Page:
Richard Henry Lee was born in 1732 at Stratford Hall in Westmoreland County, Virginia. He received an excellent education both with private tutors and at the Wakefield Academy in England. He went on to tour Europe while he was abroad, and then returned to home in 1751.
Lee was intrigued by politics from a very young age. In 1757, when he was just twenty-five years old, he took on the position of justice of the peace for Westmoreland County. In 1758 he entered the House of Burgesses where he remained until 1775.
A true revolutionary, Lee was one of the first men to express opposition to British rule, and he was one of Patrick Henry’s first supporters. At Continental Congress Lee, unlike his more introverted and less ambitious brother, Francis Lightfoot Lee, proved to be a charismatic leader and brilliant orator. He is best known for having introduced the independence resolution of June 7, 1776. Due to an illness in the family, he was not present at the formal signing of the Declaration of Independence on August 2, 1776, but signed it at some later date.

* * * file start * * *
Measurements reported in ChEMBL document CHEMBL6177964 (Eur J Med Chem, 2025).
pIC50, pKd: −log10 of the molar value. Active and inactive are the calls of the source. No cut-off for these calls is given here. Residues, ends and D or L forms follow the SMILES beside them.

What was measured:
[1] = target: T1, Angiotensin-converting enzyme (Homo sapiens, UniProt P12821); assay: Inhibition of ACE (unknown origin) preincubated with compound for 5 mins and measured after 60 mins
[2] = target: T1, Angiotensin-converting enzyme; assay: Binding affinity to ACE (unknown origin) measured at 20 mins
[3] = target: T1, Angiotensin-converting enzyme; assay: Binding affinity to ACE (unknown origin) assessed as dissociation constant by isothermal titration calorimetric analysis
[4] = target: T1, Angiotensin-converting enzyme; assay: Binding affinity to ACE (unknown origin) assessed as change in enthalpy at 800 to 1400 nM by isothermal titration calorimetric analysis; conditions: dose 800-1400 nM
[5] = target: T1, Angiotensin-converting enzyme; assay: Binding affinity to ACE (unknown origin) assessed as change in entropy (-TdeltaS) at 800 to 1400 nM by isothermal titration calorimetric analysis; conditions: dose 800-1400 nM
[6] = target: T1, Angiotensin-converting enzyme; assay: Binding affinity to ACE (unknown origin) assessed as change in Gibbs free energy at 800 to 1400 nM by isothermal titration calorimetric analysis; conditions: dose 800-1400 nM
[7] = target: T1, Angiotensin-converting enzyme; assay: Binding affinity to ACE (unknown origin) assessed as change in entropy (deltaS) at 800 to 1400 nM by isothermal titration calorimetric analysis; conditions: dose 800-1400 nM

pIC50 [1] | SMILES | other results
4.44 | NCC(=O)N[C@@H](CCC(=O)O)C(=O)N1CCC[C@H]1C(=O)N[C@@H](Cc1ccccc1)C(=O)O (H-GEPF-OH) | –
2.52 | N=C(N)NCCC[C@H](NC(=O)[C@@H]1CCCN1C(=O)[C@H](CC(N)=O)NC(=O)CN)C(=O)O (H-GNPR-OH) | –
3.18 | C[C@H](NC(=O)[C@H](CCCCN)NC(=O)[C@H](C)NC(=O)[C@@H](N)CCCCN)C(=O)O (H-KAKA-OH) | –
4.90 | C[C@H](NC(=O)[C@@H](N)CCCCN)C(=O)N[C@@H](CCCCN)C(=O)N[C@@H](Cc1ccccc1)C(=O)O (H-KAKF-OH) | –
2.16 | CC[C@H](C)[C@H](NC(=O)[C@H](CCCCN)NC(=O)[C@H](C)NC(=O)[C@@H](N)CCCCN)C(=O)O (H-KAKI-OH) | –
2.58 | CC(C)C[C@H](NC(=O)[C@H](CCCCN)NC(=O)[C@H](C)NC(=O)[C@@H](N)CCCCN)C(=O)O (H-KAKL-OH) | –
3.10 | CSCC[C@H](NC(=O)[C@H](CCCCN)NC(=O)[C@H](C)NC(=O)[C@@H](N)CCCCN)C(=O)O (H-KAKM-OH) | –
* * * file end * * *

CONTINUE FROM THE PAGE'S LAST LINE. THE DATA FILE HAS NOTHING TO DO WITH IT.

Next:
In 1779 Lee left the Congress due to illness and a loss of political influence. He subsequently returned home and served as a State legislator from 1780 until 1784. He served in congress from 1784 until 1789, and even held the post of president during his first year there. In 1787 he was elected to but refused to attend the Constitutional Convention. He feared that the document would bring about an excessive centralization of power, and fought hard for the inclusion of a bill of rights. Toward the end of his life, in 1789, Lee was elected to the Senate, but illness forced him to resign three years later. He died in 1794 at the age of sixty-two, and was buried in his family’s cemetery not far from Hague, Virginia.